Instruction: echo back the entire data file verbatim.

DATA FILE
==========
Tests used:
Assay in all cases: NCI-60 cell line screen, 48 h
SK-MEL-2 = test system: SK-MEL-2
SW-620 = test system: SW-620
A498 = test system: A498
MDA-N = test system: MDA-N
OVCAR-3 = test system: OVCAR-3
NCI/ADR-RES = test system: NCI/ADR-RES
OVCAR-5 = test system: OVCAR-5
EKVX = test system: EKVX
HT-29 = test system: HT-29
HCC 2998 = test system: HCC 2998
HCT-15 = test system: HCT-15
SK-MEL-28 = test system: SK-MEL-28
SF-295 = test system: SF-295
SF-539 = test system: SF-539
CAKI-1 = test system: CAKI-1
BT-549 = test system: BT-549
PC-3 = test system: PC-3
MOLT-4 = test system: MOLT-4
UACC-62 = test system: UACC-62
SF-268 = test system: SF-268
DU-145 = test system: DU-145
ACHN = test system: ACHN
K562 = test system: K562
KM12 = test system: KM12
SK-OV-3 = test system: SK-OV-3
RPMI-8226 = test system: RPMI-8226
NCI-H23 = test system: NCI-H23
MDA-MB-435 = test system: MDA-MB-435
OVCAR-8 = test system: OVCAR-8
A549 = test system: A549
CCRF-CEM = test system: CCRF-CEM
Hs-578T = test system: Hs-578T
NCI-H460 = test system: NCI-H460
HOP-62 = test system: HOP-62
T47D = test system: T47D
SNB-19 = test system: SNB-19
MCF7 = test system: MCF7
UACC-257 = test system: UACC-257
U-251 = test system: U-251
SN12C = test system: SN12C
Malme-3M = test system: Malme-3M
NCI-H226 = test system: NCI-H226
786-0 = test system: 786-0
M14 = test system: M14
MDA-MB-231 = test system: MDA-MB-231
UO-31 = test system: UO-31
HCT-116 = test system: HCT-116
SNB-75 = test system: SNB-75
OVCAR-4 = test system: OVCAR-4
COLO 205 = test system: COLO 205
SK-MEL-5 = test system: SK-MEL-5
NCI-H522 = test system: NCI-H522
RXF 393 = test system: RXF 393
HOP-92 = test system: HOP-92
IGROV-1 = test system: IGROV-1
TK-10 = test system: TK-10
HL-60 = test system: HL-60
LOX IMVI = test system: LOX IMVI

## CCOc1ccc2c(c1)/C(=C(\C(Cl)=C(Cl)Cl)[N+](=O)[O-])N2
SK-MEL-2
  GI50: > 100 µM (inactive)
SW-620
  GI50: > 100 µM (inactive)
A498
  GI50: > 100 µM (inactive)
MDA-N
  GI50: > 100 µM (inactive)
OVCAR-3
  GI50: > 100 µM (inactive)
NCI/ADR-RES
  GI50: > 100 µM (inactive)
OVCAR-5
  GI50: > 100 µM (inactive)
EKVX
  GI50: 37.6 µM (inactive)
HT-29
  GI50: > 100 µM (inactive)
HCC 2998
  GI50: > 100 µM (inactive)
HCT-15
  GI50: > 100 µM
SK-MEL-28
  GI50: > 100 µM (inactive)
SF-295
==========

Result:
Tests used:
Assay in all cases: NCI-60 cell line screen, 48 h
SK-MEL-2 = test system: SK-MEL-2
SW-620 = test system: SW-620
A498 = test system: A498
MDA-N = test system: MDA-N
OVCAR-3 = test system: OVCAR-3
NCI/ADR-RES = test system: NCI/ADR-RES
OVCAR-5 = test system: OVCAR-5
EKVX = test system: EKVX
HT-29 = test system: HT-29
HCC 2998 = test system: HCC 2998
HCT-15 = test system: HCT-15
SK-MEL-28 = test system: SK-MEL-28
SF-295 = test system: SF-295
SF-539 = test system: SF-539
CAKI-1 = test system: CAKI-1
BT-549 = test system: BT-549
PC-3 = test system: PC-3
MOLT-4 = test system: MOLT-4
UACC-62 = test system: UACC-62
SF-268 = test system: SF-268
DU-145 = test system: DU-145
ACHN = test system: ACHN
K562 = test system: K562
KM12 = test system: KM12
SK-OV-3 = test system: SK-OV-3
RPMI-8226 = test system: RPMI-8226
NCI-H23 = test system: NCI-H23
MDA-MB-435 = test system: MDA-MB-435
OVCAR-8 = test system: OVCAR-8
A549 = test system: A549
CCRF-CEM = test system: CCRF-CEM
Hs-578T = test system: Hs-578T
NCI-H460 = test system: NCI-H460
HOP-62 = test system: HOP-62
T47D = test system: T47D
SNB-19 = test system: SNB-19
MCF7 = test system: MCF7
UACC-257 = test system: UACC-257
U-251 = test system: U-251
SN12C = test system: SN12C
Malme-3M = test system: Malme-3M
NCI-H226 = test system: NCI-H226
786-0 = test system: 786-0
M14 = test system: M14
MDA-MB-231 = test system: MDA-MB-231
UO-31 = test system: UO-31
HCT-116 = test system: HCT-116
SNB-75 = test system: SNB-75
OVCAR-4 = test system: OVCAR-4
COLO 205 = test system: COLO 205
SK-MEL-5 = test system: SK-MEL-5
NCI-H522 = test system: NCI-H522
RXF 393 = test system: RXF 393
HOP-92 = test system: HOP-92
IGROV-1 = test system: IGROV-1
TK-10 = test system: TK-10
HL-60 = test system: HL-60
LOX IMVI = test system: LOX IMVI

## CCOc1ccc2c(c1)/C(=C(\C(Cl)=C(Cl)Cl)[N+](=O)[O-])N2
SK-MEL-2
  GI50: > 100 µM (inactive)
SW-620
  GI50: > 100 µM (inactive)
A498
  GI50: > 100 µM (inactive)
MDA-N
  GI50: > 100 µM (inactive)
OVCAR-3
  GI50: > 100 µM (inactive)
NCI/ADR-RES
  GI50: > 100 µM (inactive)
OVCAR-5
  GI50: > 100 µM (inactive)
EKVX
  GI50: 37.6 µM (inactive)
HT-29
  GI50: > 100 µM (inactive)
HCC 2998
  GI50: > 100 µM (inactive)
HCT-15
  GI50: > 100 µM
SK-MEL-28
  GI50: > 100 µM (inactive)
SF-295